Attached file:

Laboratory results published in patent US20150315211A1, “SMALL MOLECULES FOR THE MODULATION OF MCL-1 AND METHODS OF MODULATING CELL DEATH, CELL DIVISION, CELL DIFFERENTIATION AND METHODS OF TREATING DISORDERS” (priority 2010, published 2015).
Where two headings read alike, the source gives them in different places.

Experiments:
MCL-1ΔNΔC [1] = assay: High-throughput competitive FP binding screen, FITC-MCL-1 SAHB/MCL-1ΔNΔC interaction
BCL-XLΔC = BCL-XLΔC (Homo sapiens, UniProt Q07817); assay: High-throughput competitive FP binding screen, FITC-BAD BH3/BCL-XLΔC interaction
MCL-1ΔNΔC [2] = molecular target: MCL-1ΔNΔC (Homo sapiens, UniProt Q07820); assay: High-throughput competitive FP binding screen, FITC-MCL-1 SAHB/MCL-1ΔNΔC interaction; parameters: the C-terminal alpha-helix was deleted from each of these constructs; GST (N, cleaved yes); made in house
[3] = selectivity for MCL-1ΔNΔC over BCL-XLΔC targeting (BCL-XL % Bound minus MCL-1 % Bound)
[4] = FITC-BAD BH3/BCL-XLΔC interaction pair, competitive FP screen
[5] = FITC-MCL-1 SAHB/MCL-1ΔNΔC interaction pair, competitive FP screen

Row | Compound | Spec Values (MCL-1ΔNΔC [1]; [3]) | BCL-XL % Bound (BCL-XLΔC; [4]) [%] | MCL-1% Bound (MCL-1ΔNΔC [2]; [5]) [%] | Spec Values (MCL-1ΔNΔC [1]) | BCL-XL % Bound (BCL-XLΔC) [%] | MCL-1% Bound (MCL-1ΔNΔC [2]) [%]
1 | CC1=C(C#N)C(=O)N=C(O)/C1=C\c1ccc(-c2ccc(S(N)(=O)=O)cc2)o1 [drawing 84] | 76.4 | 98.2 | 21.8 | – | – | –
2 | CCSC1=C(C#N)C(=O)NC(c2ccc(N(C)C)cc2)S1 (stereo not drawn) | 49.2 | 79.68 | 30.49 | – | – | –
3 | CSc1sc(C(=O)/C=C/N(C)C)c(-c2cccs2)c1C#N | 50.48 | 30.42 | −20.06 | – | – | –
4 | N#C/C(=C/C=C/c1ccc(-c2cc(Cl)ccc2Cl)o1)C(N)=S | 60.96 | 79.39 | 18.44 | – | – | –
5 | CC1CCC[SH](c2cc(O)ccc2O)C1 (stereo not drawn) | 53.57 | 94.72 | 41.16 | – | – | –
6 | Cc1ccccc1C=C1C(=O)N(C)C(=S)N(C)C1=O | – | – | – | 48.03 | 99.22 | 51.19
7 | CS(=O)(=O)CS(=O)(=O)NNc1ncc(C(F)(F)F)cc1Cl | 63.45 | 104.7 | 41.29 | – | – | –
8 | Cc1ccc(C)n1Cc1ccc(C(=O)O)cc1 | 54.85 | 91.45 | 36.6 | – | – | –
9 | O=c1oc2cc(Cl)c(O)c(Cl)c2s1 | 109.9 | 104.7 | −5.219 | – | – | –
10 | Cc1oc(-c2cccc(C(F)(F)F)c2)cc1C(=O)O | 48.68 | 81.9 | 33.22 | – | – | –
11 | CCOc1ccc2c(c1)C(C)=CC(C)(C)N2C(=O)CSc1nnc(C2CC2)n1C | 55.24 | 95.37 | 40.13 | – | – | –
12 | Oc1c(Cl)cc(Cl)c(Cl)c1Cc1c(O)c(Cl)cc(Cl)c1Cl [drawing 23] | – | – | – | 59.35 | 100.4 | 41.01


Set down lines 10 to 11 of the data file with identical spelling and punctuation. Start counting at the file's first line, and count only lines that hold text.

Row | Compound | Spec Values (MCL-1ΔNΔC [1]; [3]) | BCL-XL % Bound (BCL-XLΔC; [4]) [%] | MCL-1% Bound (MCL-1ΔNΔC [2]; [5]) [%] | Spec Values (MCL-1ΔNΔC [1]) | BCL-XL % Bound (BCL-XLΔC) [%] | MCL-1% Bound (MCL-1ΔNΔC [2]) [%]
1 | CC1=C(C#N)C(=O)N=C(O)/C1=C\c1ccc(-c2ccc(S(N)(=O)=O)cc2)o1 [drawing 84] | 76.4 | 98.2 | 21.8 | – | – | –